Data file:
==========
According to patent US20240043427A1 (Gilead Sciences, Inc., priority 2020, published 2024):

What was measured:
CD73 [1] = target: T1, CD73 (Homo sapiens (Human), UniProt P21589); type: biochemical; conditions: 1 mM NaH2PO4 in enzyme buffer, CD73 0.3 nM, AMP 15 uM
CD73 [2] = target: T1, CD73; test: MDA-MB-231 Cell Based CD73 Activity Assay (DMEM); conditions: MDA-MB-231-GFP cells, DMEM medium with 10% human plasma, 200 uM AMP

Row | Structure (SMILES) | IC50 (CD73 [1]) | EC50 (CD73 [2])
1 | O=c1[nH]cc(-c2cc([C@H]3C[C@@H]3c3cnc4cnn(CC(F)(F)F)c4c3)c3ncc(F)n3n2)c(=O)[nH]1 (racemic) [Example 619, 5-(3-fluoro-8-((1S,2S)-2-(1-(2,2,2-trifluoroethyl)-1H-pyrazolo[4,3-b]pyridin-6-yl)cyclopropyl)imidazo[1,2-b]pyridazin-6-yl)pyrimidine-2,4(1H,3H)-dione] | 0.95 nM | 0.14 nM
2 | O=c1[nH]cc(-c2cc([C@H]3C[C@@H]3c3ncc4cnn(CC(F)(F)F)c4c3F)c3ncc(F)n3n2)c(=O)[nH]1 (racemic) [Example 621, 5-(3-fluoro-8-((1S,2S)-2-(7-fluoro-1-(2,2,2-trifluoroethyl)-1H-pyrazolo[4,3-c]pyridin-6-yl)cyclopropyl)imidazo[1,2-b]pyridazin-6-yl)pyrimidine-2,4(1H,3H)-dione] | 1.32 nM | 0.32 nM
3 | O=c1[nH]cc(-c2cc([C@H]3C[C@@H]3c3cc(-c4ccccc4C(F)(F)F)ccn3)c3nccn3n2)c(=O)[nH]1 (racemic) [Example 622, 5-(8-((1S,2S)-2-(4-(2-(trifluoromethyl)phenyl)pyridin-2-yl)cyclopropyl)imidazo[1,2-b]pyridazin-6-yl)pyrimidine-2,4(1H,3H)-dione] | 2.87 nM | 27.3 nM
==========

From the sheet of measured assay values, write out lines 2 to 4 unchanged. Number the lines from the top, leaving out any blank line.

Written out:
What was measured:
CD73 [1] = target: T1, CD73 (Homo sapiens (Human), UniProt P21589); type: biochemical; conditions: 1 mM NaH2PO4 in enzyme buffer, CD73 0.3 nM, AMP 15 uM
CD73 [2] = target: T1, CD73; test: MDA-MB-231 Cell Based CD73 Activity Assay (DMEM); conditions: MDA-MB-231-GFP cells, DMEM medium with 10% human plasma, 200 uM AMP